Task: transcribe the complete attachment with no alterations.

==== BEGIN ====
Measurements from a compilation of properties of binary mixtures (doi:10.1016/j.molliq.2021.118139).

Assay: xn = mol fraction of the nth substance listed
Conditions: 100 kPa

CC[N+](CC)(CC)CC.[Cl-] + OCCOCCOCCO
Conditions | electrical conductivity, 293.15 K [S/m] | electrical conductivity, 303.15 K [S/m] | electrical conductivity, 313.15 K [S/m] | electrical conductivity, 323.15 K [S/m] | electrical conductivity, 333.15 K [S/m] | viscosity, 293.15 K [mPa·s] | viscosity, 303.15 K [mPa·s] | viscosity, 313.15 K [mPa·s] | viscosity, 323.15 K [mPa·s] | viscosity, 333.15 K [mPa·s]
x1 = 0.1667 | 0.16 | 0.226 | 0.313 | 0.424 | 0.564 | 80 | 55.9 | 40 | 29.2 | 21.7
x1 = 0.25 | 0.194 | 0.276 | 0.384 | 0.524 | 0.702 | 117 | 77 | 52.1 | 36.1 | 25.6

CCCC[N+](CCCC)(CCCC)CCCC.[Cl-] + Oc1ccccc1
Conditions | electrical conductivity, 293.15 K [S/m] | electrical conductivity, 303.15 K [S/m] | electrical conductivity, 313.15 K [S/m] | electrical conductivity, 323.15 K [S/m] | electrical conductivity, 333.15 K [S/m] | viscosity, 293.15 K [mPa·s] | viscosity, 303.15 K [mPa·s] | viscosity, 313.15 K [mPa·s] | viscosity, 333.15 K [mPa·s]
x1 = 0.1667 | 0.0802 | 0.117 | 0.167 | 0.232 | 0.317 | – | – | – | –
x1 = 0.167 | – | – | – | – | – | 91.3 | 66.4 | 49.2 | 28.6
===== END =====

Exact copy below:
Measurements from a compilation of properties of binary mixtures (doi:10.1016/j.molliq.2021.118139).

Assay: xn = mol fraction of the nth substance listed
Conditions: 100 kPa

CC[N+](CC)(CC)CC.[Cl-] + OCCOCCOCCO
Conditions | electrical conductivity, 293.15 K [S/m] | electrical conductivity, 303.15 K [S/m] | electrical conductivity, 313.15 K [S/m] | electrical conductivity, 323.15 K [S/m] | electrical conductivity, 333.15 K [S/m] | viscosity, 293.15 K [mPa·s] | viscosity, 303.15 K [mPa·s] | viscosity, 313.15 K [mPa·s] | viscosity, 323.15 K [mPa·s] | viscosity, 333.15 K [mPa·s]
x1 = 0.1667 | 0.16 | 0.226 | 0.313 | 0.424 | 0.564 | 80 | 55.9 | 40 | 29.2 | 21.7
x1 = 0.25 | 0.194 | 0.276 | 0.384 | 0.524 | 0.702 | 117 | 77 | 52.1 | 36.1 | 25.6

CCCC[N+](CCCC)(CCCC)CCCC.[Cl-] + Oc1ccccc1
Conditions | electrical conductivity, 293.15 K [S/m] | electrical conductivity, 303.15 K [S/m] | electrical conductivity, 313.15 K [S/m] | electrical conductivity, 323.15 K [S/m] | electrical conductivity, 333.15 K [S/m] | viscosity, 293.15 K [mPa·s] | viscosity, 303.15 K [mPa·s] | viscosity, 313.15 K [mPa·s] | viscosity, 333.15 K [mPa·s]
x1 = 0.1667 | 0.0802 | 0.117 | 0.167 | 0.232 | 0.317 | – | – | – | –
x1 = 0.167 | – | – | – | – | – | 91.3 | 66.4 | 49.2 | 28.6